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Yours Was a Hero's Crown

Marcus Brown (1895-1917)

Marcus Blake Norman Brown, a labourer, was the fourth child born to Mary Olive (nee Everett) and ‘Bunny’ Brown, and a great grandson of Woreternemerunnertatteyane and Thomas Beeton.

In 1916 he left his home on Cape Barren Island, and after a journey of several days arrived at the Claremont army camp to enlist in the First A.I.F. He was 20 years old.

Private Brown was allotted to Tasmania’s own 40th Battalion, and sailed on HMAT Port Melbourne. In May 1917 the Battalion was sent to Oosthove Farm in Belgium, to ready for battle on 7 June. While the battle of Messines was an important allied victory, the detonation was said to be the deadliest non-nuclear man-made explosion, with 10,000 lives lost. The battle claimed 317 casualties from the 40th Battalion alone. Among them was Private Marcus Brown.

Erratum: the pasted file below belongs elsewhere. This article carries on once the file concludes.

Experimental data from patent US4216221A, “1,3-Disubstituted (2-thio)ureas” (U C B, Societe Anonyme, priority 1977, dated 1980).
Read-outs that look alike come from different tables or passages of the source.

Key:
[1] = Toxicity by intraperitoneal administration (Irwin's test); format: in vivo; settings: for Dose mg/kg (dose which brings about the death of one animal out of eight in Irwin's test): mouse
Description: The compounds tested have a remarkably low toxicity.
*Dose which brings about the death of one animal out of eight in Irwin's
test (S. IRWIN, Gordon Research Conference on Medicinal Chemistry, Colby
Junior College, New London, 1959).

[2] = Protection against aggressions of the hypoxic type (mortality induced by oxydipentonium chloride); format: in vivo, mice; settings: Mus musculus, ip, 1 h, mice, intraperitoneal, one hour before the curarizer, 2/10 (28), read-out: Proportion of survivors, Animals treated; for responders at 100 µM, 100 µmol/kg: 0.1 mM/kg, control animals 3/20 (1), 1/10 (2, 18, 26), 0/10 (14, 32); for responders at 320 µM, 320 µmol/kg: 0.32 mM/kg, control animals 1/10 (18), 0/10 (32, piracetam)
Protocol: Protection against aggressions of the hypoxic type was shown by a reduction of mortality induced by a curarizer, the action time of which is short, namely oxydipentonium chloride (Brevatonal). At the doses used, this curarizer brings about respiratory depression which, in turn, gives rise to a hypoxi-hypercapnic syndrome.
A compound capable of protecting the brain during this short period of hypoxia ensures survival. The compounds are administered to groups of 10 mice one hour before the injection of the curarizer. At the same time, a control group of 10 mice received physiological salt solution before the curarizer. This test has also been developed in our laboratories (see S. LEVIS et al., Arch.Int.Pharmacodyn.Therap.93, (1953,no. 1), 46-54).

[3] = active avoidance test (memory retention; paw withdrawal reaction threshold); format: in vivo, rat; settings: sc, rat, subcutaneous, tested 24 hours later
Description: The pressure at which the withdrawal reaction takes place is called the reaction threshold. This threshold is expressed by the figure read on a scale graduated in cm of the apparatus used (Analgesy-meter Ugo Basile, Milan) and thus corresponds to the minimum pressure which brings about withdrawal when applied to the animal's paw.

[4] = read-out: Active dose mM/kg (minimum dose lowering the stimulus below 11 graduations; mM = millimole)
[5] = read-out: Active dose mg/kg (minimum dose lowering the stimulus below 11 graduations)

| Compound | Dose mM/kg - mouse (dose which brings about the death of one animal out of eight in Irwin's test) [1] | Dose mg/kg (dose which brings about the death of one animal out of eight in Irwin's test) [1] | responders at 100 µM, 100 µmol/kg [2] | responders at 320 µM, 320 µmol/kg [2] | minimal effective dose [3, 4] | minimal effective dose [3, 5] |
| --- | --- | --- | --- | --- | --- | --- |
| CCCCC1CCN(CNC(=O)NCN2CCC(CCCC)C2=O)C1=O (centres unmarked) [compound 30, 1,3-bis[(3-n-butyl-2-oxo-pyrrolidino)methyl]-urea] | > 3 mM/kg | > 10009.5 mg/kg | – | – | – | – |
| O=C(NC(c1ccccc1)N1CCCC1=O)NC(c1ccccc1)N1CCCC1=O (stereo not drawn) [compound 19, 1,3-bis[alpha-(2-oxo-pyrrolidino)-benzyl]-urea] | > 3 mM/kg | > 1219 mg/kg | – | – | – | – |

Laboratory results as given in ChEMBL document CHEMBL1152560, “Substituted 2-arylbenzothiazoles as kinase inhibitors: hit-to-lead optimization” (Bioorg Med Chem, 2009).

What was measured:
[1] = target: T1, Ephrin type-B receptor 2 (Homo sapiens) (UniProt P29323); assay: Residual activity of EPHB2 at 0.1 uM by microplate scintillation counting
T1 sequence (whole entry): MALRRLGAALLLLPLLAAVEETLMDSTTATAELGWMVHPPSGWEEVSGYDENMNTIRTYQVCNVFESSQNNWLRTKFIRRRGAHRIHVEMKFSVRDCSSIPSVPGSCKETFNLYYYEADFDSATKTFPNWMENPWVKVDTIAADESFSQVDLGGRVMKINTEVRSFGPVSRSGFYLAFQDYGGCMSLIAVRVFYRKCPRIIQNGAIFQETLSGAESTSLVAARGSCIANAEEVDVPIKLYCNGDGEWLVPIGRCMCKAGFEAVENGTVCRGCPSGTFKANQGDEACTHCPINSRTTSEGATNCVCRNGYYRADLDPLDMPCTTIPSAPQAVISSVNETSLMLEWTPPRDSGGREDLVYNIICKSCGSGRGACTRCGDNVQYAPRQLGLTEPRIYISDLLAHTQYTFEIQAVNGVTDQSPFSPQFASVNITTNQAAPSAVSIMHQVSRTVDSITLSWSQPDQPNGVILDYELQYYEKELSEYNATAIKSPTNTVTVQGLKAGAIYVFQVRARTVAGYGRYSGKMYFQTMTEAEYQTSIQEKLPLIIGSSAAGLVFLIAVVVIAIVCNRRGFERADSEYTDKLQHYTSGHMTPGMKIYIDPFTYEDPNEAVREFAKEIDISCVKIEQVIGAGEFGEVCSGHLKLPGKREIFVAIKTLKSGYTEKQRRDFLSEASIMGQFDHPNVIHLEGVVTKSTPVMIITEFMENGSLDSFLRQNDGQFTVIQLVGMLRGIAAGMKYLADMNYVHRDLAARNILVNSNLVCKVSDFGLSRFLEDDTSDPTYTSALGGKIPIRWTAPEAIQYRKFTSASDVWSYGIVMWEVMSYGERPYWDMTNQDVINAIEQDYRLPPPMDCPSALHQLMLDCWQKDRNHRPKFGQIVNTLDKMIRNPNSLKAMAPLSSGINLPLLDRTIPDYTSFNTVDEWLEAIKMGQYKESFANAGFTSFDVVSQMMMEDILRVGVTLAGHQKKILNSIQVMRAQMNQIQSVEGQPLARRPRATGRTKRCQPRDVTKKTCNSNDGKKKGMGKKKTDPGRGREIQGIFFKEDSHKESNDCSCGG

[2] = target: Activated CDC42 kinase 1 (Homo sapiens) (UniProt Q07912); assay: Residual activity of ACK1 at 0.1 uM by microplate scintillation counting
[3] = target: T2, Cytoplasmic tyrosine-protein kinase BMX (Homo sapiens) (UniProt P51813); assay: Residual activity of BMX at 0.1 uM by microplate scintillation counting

Final preparations were made, such as… sharpening bayonets on a grindstone and blackening them so that they would not show up before the attack.<br /><br /> Australians in the front line trenches, south of the Douve River near Messines.  By an unknown Australian Official Photographer.
Final preparations were made, such as… sharpening bayonets on a grindstone and blackening them so that they would not show up before the attack.

Australians in the front line trenches, south of the Douve River near Messines. By an unknown Australian Official Photographer.

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